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Equivalence of Ideas

First, two political points in international politics:

  • As you may have heard, the Israeli embassy in Egypt was recently attacked by a mob of people, in response to an earlier incident where a gang of militants who had carried out deadly attacks were pursued by IDF forces back across the Egyptian border, where some Egyptian border guards were killed. This is an unfortunate-but-inevitable first in a set of upcoming roadbumps as the hostile Egyptian public views towards Israel replace the lukewarm relations Mubarak dictated. Reasonable amounts of blame can be spread all around; it's interesting seeing whether Egypt will establish/maintain rule-of-law and diplomatic norms, or if the promise of freedom-of-democracy is replaced by the rougher freedom-of-anarchy.
  • It's pretty amazing that Syria has not made much in the way of motions towards resolving its conflicts either way.

Then two things I found today in philosophy that make me very happy.In both cases, it's that I found names and philosophers sharing my thoughts, and having written on the topic better than I could. Independent derivation of ideas for the win.

  • In philosophy of maths, I learned about Hartry Field's 「Fictionalism」, which is basically how I see maths: as a useful fiction rather than anything potentially true in itself. Field's thought experiments in support of his position are kind of cute too.
    • Note that if you're reading about this on Wikipedia, I (unsurprisingly) reject the social constructivist position; it may be trivially true that maths come from a culture and that other conceptions of maths may have different axioms that may be swayed by cultural need or chance. That truth does not mean that we must or should support other conceptions of maths out of a (IMO very misguided) desire to validate other cultures and their folk ideas. A desire to validate everyone is inherently sick, and in this case would leave us approving systems that are inferiour at being useful fictions. We don't have to trust logic or maths as being deeply true to recognise the utility of their formality.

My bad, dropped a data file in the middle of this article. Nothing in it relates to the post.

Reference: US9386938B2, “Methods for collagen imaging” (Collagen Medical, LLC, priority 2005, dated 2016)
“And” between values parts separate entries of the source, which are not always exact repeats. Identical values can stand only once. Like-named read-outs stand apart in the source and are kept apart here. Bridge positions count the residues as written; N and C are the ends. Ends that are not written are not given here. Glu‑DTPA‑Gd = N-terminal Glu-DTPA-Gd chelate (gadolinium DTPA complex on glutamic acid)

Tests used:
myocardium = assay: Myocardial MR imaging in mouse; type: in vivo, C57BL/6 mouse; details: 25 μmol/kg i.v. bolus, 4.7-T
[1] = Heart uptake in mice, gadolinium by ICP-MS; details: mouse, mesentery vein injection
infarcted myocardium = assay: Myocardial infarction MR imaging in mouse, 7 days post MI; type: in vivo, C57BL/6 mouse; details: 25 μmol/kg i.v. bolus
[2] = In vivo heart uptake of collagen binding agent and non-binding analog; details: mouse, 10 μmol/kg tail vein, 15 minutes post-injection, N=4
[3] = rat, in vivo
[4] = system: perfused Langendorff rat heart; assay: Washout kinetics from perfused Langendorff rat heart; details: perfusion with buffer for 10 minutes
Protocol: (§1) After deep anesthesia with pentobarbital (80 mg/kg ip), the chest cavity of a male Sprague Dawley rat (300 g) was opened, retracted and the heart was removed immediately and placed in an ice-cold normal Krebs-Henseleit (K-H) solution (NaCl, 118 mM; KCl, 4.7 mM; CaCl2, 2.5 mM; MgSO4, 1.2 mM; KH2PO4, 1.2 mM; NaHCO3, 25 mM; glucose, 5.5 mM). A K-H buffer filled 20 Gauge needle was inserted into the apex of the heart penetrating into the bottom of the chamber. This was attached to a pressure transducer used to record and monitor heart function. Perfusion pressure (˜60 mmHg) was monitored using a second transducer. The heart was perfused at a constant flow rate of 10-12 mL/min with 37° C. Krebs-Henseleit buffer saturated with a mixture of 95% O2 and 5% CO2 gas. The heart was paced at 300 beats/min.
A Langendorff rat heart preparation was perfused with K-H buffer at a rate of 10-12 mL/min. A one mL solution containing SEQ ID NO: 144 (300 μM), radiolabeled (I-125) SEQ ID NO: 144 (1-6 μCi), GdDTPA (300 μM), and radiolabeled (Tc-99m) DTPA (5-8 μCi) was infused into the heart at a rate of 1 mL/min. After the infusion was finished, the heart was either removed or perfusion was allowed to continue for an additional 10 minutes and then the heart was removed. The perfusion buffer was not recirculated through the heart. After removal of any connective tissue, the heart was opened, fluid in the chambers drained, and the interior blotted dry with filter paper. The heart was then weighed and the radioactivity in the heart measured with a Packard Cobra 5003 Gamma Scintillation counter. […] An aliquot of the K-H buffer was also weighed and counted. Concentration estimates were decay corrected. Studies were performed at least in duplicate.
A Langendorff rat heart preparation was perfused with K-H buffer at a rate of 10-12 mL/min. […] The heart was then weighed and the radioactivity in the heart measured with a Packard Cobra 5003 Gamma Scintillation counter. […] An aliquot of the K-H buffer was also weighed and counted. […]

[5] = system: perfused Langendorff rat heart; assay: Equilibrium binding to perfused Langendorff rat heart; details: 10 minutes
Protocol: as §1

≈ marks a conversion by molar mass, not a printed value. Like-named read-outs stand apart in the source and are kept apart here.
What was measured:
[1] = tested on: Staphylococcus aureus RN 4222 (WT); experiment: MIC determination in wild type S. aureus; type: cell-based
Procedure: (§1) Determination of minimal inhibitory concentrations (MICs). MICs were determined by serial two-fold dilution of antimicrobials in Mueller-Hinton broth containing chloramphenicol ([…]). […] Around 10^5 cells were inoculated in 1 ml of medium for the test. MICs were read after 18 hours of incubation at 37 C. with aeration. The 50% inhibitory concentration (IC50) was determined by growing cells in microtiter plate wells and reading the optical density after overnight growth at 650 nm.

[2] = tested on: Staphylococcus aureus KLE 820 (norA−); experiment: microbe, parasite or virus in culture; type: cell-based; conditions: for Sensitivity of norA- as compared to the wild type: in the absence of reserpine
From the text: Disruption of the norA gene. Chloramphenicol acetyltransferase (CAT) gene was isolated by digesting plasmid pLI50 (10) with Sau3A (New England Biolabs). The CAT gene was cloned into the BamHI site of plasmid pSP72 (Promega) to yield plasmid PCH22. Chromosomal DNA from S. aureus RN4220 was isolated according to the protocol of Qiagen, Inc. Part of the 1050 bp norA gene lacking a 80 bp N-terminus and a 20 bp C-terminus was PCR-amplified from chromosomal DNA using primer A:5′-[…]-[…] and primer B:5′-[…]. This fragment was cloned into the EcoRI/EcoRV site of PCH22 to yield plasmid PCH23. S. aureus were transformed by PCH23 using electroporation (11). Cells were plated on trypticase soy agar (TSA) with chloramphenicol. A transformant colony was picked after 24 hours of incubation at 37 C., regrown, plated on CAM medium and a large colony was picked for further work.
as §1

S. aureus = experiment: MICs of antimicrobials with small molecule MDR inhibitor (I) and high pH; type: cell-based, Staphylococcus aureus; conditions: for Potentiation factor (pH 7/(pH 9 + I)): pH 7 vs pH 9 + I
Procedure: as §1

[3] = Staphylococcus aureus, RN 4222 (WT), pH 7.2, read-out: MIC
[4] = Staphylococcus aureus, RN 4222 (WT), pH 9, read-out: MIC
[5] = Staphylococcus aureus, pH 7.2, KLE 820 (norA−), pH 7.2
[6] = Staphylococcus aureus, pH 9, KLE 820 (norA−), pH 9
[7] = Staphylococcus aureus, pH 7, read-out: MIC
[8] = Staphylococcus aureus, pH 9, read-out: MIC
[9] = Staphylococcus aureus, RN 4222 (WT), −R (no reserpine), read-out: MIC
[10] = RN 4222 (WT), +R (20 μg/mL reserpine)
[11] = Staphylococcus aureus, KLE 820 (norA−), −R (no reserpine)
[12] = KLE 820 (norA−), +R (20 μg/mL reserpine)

• I hold that Fictionalism is a more profound position and better response to the challenge of whether things can be true that do not describe states of the universe. It additionally meets our general intuition that when faced with uncertain foundations, our responses should be relativist (and thus honestly address the problems of prior, a priori-style thinking) but not postmodernist.
  • On that page, I came across mention of Max Tegmark's Mathematical Universe Hypothesis, which is not identical to but substantially similar to some ideas I've talked about on this blog; he writes about the idea of maths of sufficient complexity essentially embodying systems of the universe complex enough to be sentient. I grant/believe that the patterns in the brain are what is conscious, not the brain itself, and I am willing to grant that the embodiment in a real brain does not make those patterns conscious in a way independent from how they are in-themselves. For Tegmark, the mathematical models are the foundations. For me, I have an abstract notion of patterns (not necessarily mathematical) that is foundational. I need to read more about his perspective; it may be a challenge to explain clearly why fictionalism does not challenge my version of the Mathematical Universe Hypothesis.

I am both a bit disappointed and happy to find that my ideas are not novel; the best part of that discovery is reading about how others created them differently. With ideas like this, I am worried both by the sterility of not reading widely enough, and the gravity of having read the ideas of others before synthesising my own versions of the ideas. Unavoidable, really.


It is high on my to-do list, but first I need to figure out where I am living after the end of November. If I don't have that figured out by the deadline, I'll be living out of hotels with my pets in a cat hotel :(